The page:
Orthopedic Surgery

By Novacheck, Tom F.; Nicolaus, Deborah | The Exceptional Parent, September 1997 | Go to article overview

Orthopedic Surgery


Novacheck, Tom F., Nicolaus, Deborah, The Exceptional Parent


Orthopedic surgery corrects the muscle and bone deformaties caused by spasticity, but does not directly change the spasticity itself. The more severely malaligned a child's muscles and bones, the more likely orthopedic surgery will be needed.

For best outcomes, the child undergoing othopedic surgery should be between five years old and adolescence and have had appropriate spasticity management. By age five, a child with spasticity probably has been treated with orthotics (braces), physical therapy and oral or injectable medications. If these treatments to decrease spasticity no longer seem effective, orthopedic surgery may be timely.

Patient evaluation for surgery

Usually, a physician must rely on the physical exam, x-rays and videotape to determine if orthopedic surgery is needed. A videotape of both the front and side views of the child walking can be viewed repetitively and in slow motion to help diagnosis. For a child with spasticity, several problems are common: a child's shin bone (tibia) or thigh bone (femur) may be twisted, one or more tendons may be too short (contracted), or the feet may be turned out because of a complex combination of bone and joint deformities within the feet.

Types of orthopedic surgeries

Three fairly common orthopedic procedures illustrate the range of problems that can be addressed by a skilled orthopedic surgeon. All are done under general anesthesia and usually require a hospital stay of one to five days.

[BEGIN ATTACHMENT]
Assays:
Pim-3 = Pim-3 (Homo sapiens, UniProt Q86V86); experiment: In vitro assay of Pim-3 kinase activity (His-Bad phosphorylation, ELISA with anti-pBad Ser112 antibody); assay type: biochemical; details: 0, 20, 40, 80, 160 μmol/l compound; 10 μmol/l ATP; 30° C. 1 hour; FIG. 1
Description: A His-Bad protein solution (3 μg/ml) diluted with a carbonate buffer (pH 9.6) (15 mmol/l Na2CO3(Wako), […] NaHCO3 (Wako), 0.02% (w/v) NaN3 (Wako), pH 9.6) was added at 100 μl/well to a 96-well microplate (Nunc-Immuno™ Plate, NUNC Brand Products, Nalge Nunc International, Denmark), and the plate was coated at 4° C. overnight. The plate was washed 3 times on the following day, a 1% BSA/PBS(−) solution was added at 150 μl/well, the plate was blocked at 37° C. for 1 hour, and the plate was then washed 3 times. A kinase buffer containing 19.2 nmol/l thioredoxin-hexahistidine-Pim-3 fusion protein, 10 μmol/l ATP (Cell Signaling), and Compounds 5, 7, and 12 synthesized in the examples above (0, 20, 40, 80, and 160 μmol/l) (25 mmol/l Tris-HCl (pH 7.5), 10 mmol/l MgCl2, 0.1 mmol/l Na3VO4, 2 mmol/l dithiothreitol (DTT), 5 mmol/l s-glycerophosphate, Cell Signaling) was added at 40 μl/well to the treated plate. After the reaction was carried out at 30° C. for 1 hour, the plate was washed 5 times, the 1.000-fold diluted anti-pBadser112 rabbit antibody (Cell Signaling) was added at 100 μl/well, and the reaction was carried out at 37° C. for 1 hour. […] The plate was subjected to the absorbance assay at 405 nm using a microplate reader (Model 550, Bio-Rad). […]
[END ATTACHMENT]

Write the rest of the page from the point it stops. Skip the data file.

Tendon lengthening: Tendon lengthening involves exposing the tendon and dividing it lengthwise into two halves. The two ends of the cut tendon are then rejoined to create a longer, single tendon. The lengthened tendon reduces the tension on the muscle, thus reducing muscle tightness. This procedure takes about one half hour. It is usually done at the same time as other orthopedic procedures.

Tendon transfer: In this procedure, the tendon is removed from its point of attachment to the bone and is secured to a new site with a suture (stitches). Duration is about 45 minutes. Casting or bracing is necessary for three weeks after surgery.

Osteotomy: This procedure, which is performed on the femur (thigh bone) to correct alignment, takes about one hour. A metal plate and screws are inserted to hold the realigned bone in its new position until it heals. Casting after surgery may or may not be necessary. Once the bone is fully healed -- usually nine to 12 months later -- the metal plate and screws are removed through the original incision, usually as an outpatient operation. Children are able to walk within two days after plate removal and return to their regular activity level.

Multiple lower-extremity procedures: Today, multiple lower extremity procedures (multiple surgeries during a single trip to the operating room) are done. Typically four to seven procedures are performed at one or more locations in the legs (hips, knees, ankles and feet) and may include any of the above procedures.

Postoperative management

Following surgery, immobility is encouraged to prevent the development of excessive weakness and stiffness. …

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